Prime Minister Yoshihiko Noda held his first meeting with Russian President Vladimir Putin on Monday in Los Cabos, Mexico, prior to the Group of 20 summit and they agreed to “reactivate” talks on the long-standing territorial dispute over the Etorofu, Kunashiri and Shikotan islands and the Habomai islet group off Hokkaido.

Mr. Putin said that he was basically ready to start such talks. While a quick breakthrough cannot be expected, it is important — as Mr. Noda has acknowledged — that the talks proceed on the basis of a series of bilateral accords and documents as well as the principle of law and justice.

Since the Democratic Party of Japan assumed power in September 2009, the Japanese government has displayed a lack of dexterity and astuteness in its dealings with Russia.

In November 2010, Japan failed to stop then Russian President Dmitry Medvedev from becoming the first Russian leader to set foot on the Japan-claimed Northern Territories when he visited Kunashiri Island.

No DPJ prime ministers have visited Russia, either.

Mr. Noda should make efforts to build a personal and trustful relationship with Mr. Putin. More importantly, Japan must develop an effective strategy to deepen Japanese-Russian relations that includes a resolution on the territorial dispute, an expansion of bilateral economic cooperation and progress in security dialogue over Northeast Asia and the Far East.

In meeting with Mr. Putin, a black belt in judo, Mr. Noda said that he wanted to make their meeting the “hajime” — meaning the start of a match in judo parlance — for future talks between Japanese and Russian foreign ministers and working-level officials.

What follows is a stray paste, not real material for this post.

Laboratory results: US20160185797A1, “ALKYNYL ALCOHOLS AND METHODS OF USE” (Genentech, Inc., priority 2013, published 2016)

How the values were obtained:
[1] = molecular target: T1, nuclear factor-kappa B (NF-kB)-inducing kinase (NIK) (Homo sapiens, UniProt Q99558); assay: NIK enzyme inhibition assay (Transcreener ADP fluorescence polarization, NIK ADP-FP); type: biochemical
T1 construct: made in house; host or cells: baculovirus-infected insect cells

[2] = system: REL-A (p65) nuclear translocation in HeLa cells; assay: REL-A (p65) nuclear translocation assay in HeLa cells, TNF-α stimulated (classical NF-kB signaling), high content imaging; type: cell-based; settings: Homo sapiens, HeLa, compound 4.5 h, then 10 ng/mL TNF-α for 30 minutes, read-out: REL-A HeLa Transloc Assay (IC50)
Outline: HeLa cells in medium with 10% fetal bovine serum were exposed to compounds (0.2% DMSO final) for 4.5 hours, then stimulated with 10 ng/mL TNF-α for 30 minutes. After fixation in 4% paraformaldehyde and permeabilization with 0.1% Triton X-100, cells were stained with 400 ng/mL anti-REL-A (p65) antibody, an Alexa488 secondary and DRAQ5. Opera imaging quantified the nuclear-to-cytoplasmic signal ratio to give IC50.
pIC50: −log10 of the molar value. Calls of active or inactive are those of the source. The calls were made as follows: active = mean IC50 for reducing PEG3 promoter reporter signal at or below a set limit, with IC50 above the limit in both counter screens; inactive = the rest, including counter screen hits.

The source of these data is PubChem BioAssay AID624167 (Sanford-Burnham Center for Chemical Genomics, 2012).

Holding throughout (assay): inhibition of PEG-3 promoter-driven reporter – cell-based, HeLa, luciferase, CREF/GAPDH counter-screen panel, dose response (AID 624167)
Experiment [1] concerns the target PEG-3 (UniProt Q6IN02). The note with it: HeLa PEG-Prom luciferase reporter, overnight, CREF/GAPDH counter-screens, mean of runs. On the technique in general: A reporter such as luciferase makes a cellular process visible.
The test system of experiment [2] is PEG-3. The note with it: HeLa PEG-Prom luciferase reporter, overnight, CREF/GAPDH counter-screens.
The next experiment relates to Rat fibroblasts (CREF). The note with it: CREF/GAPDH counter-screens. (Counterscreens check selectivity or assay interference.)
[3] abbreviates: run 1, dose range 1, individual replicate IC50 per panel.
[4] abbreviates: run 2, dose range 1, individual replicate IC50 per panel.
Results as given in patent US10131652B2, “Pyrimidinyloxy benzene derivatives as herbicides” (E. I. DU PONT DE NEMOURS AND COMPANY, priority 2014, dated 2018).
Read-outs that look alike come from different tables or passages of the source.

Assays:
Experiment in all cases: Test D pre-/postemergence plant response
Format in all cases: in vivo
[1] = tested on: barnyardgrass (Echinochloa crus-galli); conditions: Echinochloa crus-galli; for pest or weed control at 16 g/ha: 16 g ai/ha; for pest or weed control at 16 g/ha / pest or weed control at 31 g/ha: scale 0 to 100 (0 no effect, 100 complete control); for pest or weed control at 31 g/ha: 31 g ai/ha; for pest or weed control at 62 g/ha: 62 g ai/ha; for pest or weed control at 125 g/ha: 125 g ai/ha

The two leaders agreed on a plan for Japanese Foreign Minister Koichiro Genba to visit Moscow in July.

The Japanese government hopes that after a September meeting between Mr. Noda and Mr. Putin at the Asia-Pacific Economic Cooperation summit in Vladivostok, Mr. Noda will visit Moscow by the end of the year and start full-scale talks on the territorial issue.

Mr. Noda and Mr. Putin also agreed to cooperate on the construction of a liquefied natural gas plant in Vladivostok and on the Sakhalin-3 project to develop oil and natural gas off Sakhalin Island. Japan needs to consider how to link such economic cooperation with progress on the territorial issue.

Mr. Putin apparently wants to solve the territorial issue by handing over Shikotan Island and the Habomai islet group to Japan on the basis of the 1956 Japan-Russia joint declaration.

The Japanese government, which is demanding the return of all four islands, must adopt a unified and effective approach to deal with the Russian position.

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